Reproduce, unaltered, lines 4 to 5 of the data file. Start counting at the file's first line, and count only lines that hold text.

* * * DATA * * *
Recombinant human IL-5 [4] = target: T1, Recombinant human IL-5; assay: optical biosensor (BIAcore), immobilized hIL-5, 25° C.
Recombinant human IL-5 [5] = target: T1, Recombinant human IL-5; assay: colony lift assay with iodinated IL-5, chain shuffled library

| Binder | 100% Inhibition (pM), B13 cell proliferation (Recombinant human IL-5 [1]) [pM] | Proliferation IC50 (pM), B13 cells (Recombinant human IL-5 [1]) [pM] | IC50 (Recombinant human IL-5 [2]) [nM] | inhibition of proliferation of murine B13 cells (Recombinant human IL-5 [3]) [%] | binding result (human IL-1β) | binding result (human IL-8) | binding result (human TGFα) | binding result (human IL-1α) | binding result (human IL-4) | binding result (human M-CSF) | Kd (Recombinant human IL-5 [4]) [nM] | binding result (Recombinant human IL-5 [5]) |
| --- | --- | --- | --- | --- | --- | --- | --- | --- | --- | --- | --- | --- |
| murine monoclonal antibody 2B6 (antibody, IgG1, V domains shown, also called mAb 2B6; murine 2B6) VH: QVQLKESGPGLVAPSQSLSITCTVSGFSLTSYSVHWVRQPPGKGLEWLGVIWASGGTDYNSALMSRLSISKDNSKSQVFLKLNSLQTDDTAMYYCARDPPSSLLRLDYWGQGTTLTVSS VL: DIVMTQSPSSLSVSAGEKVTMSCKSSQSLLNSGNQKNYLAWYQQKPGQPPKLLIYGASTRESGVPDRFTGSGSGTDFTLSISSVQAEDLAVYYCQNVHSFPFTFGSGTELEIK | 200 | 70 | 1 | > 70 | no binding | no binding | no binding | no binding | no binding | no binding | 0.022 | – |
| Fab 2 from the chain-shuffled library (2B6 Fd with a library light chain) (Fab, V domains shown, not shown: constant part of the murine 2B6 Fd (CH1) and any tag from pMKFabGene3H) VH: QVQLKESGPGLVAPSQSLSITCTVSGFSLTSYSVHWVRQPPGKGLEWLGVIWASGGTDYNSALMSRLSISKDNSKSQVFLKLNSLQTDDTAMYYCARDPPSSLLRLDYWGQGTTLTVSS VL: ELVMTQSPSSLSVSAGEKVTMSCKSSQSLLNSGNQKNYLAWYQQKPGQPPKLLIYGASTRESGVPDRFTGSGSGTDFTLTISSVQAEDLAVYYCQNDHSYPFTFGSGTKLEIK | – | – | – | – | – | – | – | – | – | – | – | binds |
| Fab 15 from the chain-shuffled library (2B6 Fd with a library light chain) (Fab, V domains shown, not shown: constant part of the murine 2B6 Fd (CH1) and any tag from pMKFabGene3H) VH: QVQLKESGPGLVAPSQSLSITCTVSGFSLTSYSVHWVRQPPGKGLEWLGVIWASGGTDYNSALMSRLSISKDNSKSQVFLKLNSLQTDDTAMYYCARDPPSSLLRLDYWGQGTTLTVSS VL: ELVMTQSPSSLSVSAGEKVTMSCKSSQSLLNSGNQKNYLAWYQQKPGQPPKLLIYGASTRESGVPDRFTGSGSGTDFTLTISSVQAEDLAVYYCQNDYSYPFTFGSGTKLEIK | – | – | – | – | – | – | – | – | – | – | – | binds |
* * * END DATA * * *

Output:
| --- | --- | --- | --- | --- | --- | --- | --- | --- | --- | --- | --- | --- |
| murine monoclonal antibody 2B6 (antibody, IgG1, V domains shown, also called mAb 2B6; murine 2B6) VH: QVQLKESGPGLVAPSQSLSITCTVSGFSLTSYSVHWVRQPPGKGLEWLGVIWASGGTDYNSALMSRLSISKDNSKSQVFLKLNSLQTDDTAMYYCARDPPSSLLRLDYWGQGTTLTVSS VL: DIVMTQSPSSLSVSAGEKVTMSCKSSQSLLNSGNQKNYLAWYQQKPGQPPKLLIYGASTRESGVPDRFTGSGSGTDFTLSISSVQAEDLAVYYCQNVHSFPFTFGSGTELEIK | 200 | 70 | 1 | > 70 | no binding | no binding | no binding | no binding | no binding | no binding | 0.022 | – |